The Microsoft researchers say they are at the forefront of efforts to democratize machine learning by making it easier for developers and engineers without a machine learning background to take advantage of these breakthroughs. That puts them on the cutting edge of finding ways to share the benefits of these systems widely with the rest of us.
"Machine learning has traditionally been a field where if you didn't have a Ph.D. you'd be at a loss – and if you did have a Ph.D. you might still be at a loss," said John Langford, a principal researcher in Microsoft's New York lab. "We're trying to make these things useful to someone who's a programmer without a lot of machine learning expertise."
Machine learning is useful in part because it can help people make predictions about anything from how many servers they'll need to deploy for a certain task to what news article a person might want to read. One of Langford's recent projects is looking at ways to make multiple predictions less burdensome, by creating systems that systematically eliminate common data errors with applications that use reinforcement learning and structured learning.
With reinforcement learning, researchers aim to get systems to use trial and error to figure out how to achieve a task. For example, a program could learn how to win at backgammon by playing against itself over and over again, picking up on what worked and what didn't over the course of those many games. The system is given very little outside guidance to make those decisions. Instead, decisions it makes early in the process can then affect how it succeeds later on.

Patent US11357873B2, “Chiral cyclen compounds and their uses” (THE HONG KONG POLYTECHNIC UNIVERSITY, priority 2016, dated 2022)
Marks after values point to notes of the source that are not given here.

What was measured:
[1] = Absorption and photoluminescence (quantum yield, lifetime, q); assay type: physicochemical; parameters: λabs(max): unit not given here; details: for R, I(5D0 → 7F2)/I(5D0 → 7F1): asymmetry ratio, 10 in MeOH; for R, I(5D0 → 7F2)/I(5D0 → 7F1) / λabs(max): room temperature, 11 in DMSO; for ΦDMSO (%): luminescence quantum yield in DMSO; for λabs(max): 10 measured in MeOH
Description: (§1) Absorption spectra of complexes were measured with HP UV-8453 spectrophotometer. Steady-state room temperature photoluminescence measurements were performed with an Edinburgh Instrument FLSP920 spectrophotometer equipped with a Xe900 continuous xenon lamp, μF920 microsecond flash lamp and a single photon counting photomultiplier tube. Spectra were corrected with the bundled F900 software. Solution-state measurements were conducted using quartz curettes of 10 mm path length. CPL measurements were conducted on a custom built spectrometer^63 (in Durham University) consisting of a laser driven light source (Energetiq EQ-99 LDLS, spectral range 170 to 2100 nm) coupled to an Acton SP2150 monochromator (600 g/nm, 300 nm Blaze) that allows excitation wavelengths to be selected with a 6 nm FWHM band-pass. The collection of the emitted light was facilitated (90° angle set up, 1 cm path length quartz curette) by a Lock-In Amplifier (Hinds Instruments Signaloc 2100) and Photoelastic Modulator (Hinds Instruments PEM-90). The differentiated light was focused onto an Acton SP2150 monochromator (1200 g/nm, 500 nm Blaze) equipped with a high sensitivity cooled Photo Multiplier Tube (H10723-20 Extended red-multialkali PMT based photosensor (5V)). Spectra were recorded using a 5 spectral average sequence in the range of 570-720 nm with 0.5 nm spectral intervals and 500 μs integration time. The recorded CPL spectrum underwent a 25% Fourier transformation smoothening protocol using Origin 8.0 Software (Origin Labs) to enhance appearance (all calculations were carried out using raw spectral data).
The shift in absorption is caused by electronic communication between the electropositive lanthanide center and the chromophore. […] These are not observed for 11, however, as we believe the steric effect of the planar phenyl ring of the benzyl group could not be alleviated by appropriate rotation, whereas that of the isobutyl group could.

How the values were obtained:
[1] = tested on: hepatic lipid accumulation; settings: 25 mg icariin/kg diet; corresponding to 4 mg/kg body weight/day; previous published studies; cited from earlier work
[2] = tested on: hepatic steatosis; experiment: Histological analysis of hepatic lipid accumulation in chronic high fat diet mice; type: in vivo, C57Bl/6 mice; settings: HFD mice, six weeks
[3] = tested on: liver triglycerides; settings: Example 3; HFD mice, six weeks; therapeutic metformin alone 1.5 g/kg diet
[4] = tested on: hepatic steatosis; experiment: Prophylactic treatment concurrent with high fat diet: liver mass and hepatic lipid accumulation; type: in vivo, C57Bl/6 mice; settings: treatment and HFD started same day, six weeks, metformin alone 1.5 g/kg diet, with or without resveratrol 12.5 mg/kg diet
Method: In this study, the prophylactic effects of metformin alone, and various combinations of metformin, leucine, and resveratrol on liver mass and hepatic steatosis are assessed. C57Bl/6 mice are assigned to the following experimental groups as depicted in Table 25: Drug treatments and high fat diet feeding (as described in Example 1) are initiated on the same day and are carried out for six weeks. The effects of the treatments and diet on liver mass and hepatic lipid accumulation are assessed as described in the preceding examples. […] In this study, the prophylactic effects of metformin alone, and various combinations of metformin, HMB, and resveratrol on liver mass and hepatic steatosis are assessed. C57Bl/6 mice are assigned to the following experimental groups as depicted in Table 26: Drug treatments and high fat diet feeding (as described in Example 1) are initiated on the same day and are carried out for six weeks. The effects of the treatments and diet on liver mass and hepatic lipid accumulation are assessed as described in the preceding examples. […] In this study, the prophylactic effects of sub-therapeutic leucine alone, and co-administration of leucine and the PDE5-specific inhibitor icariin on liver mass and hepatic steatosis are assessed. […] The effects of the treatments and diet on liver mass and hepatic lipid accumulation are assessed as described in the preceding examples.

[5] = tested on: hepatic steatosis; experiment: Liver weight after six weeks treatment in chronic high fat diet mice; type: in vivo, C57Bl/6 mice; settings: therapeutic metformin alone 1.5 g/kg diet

Reinforcement learning is a counterpart to supervised learning, in which systems get better at doing things as they are fed more relevant data. For example, a supervised machine learning tool may learn to recognize faces in pictures after being shown a training set containing a huge array of faces.
Helping with decision making
In the more recent reinforcement approach Langford has been working on, the system also gets partial credit for choosing actions that are partially correct, making it easier to winnow down to the right answer.
Microsoft researchers say the decision service is such an exciting breakthrough because it can help systems make decisions using context.
"When you make a decision, you usually have some idea of how good it was," said Siddhartha Sen, a researcher in the New York lab. "Here's an opportunity to use machine learning to optimize those decisions."
The researchers say the cloud-based system, which is available in preview, is groundbreaking in part because it can be applied to so many different situations.